Tag - QuickTime
If you have a reason to record audio from your iPad or iPhone, could you let us know? It's not that we think you're wrong, it's more that it's so rarely useful for us that we're curious about use cases. Especially now that we know how to do it. So if you have to record something from an app, say, or a phone call (respecting local laws, of course), or maybe if you have an audio recording and are struggling to get it off the iPad, here's what you need to do.
In addition to an avalanche of updates ranging from major to security-patches-only, Apple has released QuickTime 7.7.7 for Windows, the first update to the multimedia technology since early April. The update fixes a clutch of security issues with the QT Media Foundation, which could allow a maliciously-crafted file to lead to an unexpected application termination or arbitrary code execution. The root cause of the issue, multiple memory corruption issues, were addressed through improved memory handling.
Apple has released a QuickTime update to rectify multiple security issues with its Windows version. Users who play a maliciously-crafted movie file may lead to an unexpected application termination or arbitrary code execution, caused by an uninitialized pointer issue existent in the handling of track lists, memory corruption, and more. Improved error-checking is now included, and additionally a buffer overflow that was previously present in the handling of H.264 encoded movie files has been fixed through improved bounds checking. QuickTime v7.7.5 may be obtained from the QuickTime Downloads site, and is available for Windows 7, Vista, XP SP2 or later.
Apple has released a new security update for the Windows version of QuickTime. The update resolves several issues that could lead to an unexpected app termination or arbitrary code execution when viewing a maliciously crafted PICT file, website, TeXML file, or Targa file. The updated version of QuickTime can be downloaded from Apple's website.
One of the few third-party add-ons to OS X that is considered by many as essential as the operating system itself, Telestream's free Flip4Mac WMV Player (also distributed by Microsoft as Windows Media Components for QuickTime) has for years given Mac users the ability to play WMV format video and audio in QuickTime and on the web without having to think about codecs. The company has now officially inaugurated version 3.0 of the utility, which still offers free translation of Windows media formats, but now also includes a free player and new abilities.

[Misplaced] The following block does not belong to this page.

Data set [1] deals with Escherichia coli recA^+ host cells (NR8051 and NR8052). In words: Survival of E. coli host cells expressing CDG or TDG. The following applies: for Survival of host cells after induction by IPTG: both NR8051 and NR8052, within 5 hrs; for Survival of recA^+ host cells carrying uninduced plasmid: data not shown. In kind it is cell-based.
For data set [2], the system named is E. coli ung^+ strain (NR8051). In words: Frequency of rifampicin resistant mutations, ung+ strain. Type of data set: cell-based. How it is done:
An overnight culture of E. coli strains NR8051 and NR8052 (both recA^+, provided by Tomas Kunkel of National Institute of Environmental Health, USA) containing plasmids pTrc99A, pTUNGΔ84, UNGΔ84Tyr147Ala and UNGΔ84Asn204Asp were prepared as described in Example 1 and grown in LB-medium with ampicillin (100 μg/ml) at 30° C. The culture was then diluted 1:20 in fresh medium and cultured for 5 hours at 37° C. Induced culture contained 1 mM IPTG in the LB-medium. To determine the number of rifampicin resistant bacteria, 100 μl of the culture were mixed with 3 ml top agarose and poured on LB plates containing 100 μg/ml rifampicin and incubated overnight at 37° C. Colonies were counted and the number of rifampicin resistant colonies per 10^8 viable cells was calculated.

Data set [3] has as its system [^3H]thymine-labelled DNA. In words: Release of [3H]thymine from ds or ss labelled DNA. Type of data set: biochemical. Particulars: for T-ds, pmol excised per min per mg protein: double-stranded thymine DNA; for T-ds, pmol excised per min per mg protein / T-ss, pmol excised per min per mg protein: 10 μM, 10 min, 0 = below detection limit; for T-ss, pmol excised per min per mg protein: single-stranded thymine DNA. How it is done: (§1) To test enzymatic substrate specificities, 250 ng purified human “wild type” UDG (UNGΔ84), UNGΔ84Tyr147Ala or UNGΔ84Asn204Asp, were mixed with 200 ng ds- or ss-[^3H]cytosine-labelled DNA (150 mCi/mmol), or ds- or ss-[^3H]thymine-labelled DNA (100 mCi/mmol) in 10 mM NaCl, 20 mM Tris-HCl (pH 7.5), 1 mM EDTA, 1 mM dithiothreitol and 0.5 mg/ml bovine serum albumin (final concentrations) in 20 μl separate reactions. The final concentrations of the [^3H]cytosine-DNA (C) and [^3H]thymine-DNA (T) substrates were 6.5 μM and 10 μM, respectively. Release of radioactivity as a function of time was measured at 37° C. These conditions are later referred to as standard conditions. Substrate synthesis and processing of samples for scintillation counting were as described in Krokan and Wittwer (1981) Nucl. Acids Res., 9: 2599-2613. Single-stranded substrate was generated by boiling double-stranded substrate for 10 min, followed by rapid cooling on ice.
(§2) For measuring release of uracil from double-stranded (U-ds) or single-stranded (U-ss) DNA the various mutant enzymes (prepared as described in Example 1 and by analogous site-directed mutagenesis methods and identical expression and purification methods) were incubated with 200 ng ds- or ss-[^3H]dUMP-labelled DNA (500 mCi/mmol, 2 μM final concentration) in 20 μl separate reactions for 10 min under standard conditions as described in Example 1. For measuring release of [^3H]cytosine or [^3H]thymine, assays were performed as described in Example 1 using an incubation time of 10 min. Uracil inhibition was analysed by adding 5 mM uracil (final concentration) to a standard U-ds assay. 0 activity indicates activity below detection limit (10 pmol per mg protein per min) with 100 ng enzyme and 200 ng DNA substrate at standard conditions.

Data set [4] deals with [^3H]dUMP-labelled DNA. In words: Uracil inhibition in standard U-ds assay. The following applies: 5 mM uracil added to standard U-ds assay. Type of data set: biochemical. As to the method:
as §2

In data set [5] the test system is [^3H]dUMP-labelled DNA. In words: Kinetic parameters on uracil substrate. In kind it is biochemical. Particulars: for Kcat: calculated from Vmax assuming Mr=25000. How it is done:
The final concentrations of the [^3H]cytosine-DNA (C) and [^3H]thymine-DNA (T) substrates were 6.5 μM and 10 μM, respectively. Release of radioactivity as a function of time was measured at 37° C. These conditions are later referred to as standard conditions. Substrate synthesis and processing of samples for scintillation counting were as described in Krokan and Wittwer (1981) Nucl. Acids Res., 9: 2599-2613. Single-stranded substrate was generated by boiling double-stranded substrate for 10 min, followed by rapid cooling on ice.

Apple issued a minor update to iMovie for OS X on Wednesday that addressed an issue related to third-party QuickTime components (such as Perian, the now-in-beta Flip4Mac WMV Player 3.0 or other non-Apple add-ons designed to expand QuickTime's compatibility with other file formats) that was preventing iMovie from opening. The update is large in size -- 1.08GB -- as it replaces the application entirely rather than just patching it. Specific changes were not detailed.
A new lawsuit, filed through the US District Court for the Northern District of California, accuses Apple of using media patents in spite of negotiations for them breaking down. A company called EPL Holdings says that on January 28th, 2002, it met with Tony Fadell, Apple's senior VP for the iPod division, about technologies it had developed alongside another company, Enounce. On February 5th the parties met to talk licensing, and Apple's senior manager for iPods, Aram Lindahl, is said to have offered Enounce $50,000 for one of the patents.
Though its official name is Windows Media Components for QuickTime, the product maintained by Telestream and licensed to Microsoft that allows Mac users to view Windows Media-format audio and video files within QuickTime is known nearly universally in the Mac community as Flip4Mac, the product's original name. Telestream is now offering a preview of the next generation of the free video utility, along with a new independent Flip Player for Mac.
RIM quickly got around a ban on mentioning BBX during BlackBerry DevCon Asia by renaming its platform. The new smartphone and tablet platform will just be called BlackBerry 10. Its technique copies the one used by Apple for jumping multiple version numbers with QuickTime and Final Cut Pro.
While most of the changes in iTunes 10.5 are aimed at supporting iOS 5 and iCloud, Apple has also made some significant changes for Windows users. Central is the removal of QuickTime from the installation package, since iTunes is said to no longer require it. In the past some Windows users have complained about being forced to install QuickTime, which can potentially hijack some filetype associations.